Remarkable Forgotten Dreams

Water Garden

Dreams I can’t remember–
I wonder–were they nice?
When I wake I understand
They enhance like spice.
Who was busy through the night?
I can not recall.
Who then turned the morning on?
Who put color in the dawn?
That one did it all.


Text: Linked to dVerse Quadrille Monday. Mish hosts today with the prompt word “spice”.

Photo: “Water Garden” by the author taken at the Chicago Botanic Garden.

Author: Frank Hubeny

I enjoy walking, poetry and short prose as well as taking pictures with my phone.

62 thoughts on “Remarkable Forgotten Dreams”

    1. Even if in some way it is ourselves talking to ourselves or to each other perhaps collectively or communally there is some kind of agent since the reality is neither determined nor random (at least as far as I can see). What occurred to me is that not being individually aware of the dreams does not mean they have no impact on us. Thanks, Bjorn!

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    1. I have had lucid dreams, but I don’t know how to control the process of waking up while I am dreaming. I suspect most of my dreams are forgotten happening earlier in the evening rather than toward morning when I can remember the dreams more easily and know that I was dreaming. I think those earlier dreams are valuable as well.
      But the most valuable part of dreaming, for me, occurs when I wake up in the morning and understand something out of nowhere better than I had in the past or I have a better way of saying something than before. I don’t know where that comes from. It does not come from my own brain-heart-body, or my own individuality–at least I don’t think so. That was a nice video, Paul. Thanks for sharing it. Now I am going to have to try to perfect the techniques of lucid dreaming.

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    1. That is usually my case when I wake up in the morning. Most of the dreams I’ve forgotten, but I don’t think they are lost. I have had lucid dreams on occasion, but when I try to make sense out of them in the morning, they don’t make sense. Maybe I should practice the technique more. Thanks, Charley!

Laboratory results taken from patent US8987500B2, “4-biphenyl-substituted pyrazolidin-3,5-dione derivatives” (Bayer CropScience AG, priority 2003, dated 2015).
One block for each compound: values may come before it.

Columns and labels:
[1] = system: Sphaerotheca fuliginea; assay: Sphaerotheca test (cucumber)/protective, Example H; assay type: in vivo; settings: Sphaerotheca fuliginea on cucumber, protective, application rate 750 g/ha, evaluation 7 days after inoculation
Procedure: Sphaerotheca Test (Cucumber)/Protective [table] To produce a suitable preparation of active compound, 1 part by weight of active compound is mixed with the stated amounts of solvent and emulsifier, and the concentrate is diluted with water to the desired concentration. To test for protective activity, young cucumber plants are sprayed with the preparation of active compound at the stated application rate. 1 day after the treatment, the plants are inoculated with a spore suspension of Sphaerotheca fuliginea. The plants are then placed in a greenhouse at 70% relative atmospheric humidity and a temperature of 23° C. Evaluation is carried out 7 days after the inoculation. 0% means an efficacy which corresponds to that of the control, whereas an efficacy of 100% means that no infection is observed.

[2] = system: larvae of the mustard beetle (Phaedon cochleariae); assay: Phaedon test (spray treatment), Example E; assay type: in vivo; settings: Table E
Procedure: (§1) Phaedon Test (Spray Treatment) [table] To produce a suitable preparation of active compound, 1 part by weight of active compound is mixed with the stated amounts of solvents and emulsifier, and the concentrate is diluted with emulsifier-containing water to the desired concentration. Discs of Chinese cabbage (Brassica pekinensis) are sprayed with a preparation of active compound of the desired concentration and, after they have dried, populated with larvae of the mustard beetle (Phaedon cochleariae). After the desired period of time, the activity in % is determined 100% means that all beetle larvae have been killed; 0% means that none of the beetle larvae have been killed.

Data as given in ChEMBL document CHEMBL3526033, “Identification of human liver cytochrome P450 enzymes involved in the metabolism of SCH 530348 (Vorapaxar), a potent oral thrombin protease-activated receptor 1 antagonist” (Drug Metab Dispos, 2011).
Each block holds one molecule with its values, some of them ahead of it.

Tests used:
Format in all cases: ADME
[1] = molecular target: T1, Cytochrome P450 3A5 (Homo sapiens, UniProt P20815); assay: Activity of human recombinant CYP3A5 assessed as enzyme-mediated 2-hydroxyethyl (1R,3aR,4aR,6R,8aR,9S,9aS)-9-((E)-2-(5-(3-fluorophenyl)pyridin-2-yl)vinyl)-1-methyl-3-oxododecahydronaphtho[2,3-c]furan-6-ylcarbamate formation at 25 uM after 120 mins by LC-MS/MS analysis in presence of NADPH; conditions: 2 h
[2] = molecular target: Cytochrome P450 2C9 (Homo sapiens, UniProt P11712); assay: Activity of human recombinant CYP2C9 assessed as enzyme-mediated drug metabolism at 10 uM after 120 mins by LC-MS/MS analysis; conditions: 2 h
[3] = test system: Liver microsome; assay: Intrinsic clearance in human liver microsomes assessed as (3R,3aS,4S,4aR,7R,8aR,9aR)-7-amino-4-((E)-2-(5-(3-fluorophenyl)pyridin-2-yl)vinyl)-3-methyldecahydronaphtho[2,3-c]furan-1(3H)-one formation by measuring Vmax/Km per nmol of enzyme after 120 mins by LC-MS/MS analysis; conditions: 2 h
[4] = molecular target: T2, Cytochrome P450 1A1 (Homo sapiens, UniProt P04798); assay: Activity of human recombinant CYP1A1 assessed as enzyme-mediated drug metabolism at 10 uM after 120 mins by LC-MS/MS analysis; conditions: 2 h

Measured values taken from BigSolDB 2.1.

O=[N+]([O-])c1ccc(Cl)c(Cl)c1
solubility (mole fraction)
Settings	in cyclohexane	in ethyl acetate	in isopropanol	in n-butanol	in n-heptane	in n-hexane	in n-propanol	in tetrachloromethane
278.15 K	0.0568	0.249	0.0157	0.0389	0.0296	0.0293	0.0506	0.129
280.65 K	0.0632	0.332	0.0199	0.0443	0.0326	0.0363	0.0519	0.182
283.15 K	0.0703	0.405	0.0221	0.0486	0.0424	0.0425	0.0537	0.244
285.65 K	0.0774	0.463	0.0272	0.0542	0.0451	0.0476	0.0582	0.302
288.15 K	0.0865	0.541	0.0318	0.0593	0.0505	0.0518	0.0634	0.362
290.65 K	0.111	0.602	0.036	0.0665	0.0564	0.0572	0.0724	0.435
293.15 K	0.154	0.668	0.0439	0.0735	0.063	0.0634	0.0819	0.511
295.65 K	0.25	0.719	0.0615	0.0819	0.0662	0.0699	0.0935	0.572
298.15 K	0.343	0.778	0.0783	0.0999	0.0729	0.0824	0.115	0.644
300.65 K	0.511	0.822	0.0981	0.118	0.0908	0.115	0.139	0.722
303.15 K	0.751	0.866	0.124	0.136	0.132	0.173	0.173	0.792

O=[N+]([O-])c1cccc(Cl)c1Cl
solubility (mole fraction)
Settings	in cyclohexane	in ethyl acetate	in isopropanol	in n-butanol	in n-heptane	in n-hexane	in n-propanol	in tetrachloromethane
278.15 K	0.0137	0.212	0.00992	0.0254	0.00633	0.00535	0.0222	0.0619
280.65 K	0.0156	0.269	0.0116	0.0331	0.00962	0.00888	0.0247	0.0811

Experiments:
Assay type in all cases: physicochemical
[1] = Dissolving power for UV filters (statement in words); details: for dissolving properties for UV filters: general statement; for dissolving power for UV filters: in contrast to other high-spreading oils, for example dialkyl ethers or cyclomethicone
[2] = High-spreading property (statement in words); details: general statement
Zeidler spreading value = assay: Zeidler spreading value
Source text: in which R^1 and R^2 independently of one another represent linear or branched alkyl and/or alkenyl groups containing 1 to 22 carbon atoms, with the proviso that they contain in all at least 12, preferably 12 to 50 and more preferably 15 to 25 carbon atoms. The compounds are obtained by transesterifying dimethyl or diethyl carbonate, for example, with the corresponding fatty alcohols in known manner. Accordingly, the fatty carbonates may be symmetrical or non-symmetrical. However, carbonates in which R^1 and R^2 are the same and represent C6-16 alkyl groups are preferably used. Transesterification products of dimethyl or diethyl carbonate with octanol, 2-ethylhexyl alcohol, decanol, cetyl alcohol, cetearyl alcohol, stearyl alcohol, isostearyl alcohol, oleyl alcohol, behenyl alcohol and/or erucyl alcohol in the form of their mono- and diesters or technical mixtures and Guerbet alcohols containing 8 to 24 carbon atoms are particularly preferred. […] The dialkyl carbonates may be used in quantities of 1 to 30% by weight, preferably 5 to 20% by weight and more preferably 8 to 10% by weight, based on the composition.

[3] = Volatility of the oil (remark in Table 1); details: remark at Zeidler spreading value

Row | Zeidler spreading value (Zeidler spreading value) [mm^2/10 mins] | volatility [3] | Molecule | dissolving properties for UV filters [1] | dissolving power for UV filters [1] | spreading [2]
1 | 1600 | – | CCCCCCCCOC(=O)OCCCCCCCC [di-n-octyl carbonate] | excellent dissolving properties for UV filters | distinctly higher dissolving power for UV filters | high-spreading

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  1. My best dreams of all are (or I should say were) flying dreams, in which I’d levitate and sail over the land below to my next stopping point. They were wonderful, but I don’t have them any more. I wonder why. Loved your poem, loved the last line!

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    1. I remember a few flying dreams but they are not common for me, at least among those I remember. The one I remember was lucid. I knew I was dreaming and could go where I wanted to go. I wanted to see the different sides of the building below. I’m glad you liked the poem, Bev!

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  2. I really liked this, Frank. Simple, but still speaks to the complexity of dreams. I can remember a dream I had as a child, but it was mixed with the sound of a table saw my father was making and our cocker spaniel who came home with him from Australia and WWII. But most dreams I have forgotten. But some haunt still. Lovely poem, Frank.

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    1. I suspect we don’t have to remember dreams for them to be beneficial for us, but I don’t know. There are negative dreams and even thoughts I wish I didn’t have, but they sometimes come back to awareness–so I think I experience something similar to what you describe. Thanks, Lillian!

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    1. I have a Samsung camera probably similar to what your iPhone can do. I think these phones are good for general photography and they fit easily in a pocket, but those with better cameras can get more interesting pictures of closeups and night scenes–and many things I haven’t thought of taking a picture of. Thanks, Jacqui!

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    1. Thank you, Victoria! I get ideas from all these poems. It is a win-win situation. That is a scene at the Chicago Botanic Garden. The garden is on multiple islands. I live close enough to bicycle there and the forest preserve is adjacent. The water is an interesting background to the garden.

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